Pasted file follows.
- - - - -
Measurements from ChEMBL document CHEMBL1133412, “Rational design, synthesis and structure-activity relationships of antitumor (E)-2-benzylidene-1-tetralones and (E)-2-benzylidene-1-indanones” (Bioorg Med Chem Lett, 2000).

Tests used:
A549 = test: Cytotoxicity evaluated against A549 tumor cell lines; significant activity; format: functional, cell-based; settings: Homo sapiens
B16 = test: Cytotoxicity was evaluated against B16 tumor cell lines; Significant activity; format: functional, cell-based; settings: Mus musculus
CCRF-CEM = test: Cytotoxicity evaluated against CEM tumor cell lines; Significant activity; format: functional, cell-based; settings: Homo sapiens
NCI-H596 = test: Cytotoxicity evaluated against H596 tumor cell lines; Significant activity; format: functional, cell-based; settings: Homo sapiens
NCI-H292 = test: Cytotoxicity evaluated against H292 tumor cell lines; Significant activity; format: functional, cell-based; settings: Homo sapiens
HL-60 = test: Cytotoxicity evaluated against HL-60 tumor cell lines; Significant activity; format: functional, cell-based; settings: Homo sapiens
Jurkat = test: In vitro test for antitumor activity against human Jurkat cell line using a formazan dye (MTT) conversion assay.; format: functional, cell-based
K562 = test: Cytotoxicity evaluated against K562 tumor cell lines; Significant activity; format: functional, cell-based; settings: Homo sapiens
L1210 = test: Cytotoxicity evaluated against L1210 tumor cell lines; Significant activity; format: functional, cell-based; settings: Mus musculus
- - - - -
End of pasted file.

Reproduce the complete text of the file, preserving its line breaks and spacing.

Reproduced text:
Measurements from ChEMBL document CHEMBL1133412, “Rational design, synthesis and structure-activity relationships of antitumor (E)-2-benzylidene-1-tetralones and (E)-2-benzylidene-1-indanones” (Bioorg Med Chem Lett, 2000).

Tests used:
A549 = test: Cytotoxicity evaluated against A549 tumor cell lines; significant activity; format: functional, cell-based; settings: Homo sapiens
B16 = test: Cytotoxicity was evaluated against B16 tumor cell lines; Significant activity; format: functional, cell-based; settings: Mus musculus
CCRF-CEM = test: Cytotoxicity evaluated against CEM tumor cell lines; Significant activity; format: functional, cell-based; settings: Homo sapiens
NCI-H596 = test: Cytotoxicity evaluated against H596 tumor cell lines; Significant activity; format: functional, cell-based; settings: Homo sapiens
NCI-H292 = test: Cytotoxicity evaluated against H292 tumor cell lines; Significant activity; format: functional, cell-based; settings: Homo sapiens
HL-60 = test: Cytotoxicity evaluated against HL-60 tumor cell lines; Significant activity; format: functional, cell-based; settings: Homo sapiens
Jurkat = test: In vitro test for antitumor activity against human Jurkat cell line using a formazan dye (MTT) conversion assay.; format: functional, cell-based
K562 = test: Cytotoxicity evaluated against K562 tumor cell lines; Significant activity; format: functional, cell-based; settings: Homo sapiens
L1210 = test: Cytotoxicity evaluated against L1210 tumor cell lines; Significant activity; format: functional, cell-based; settings: Mus musculus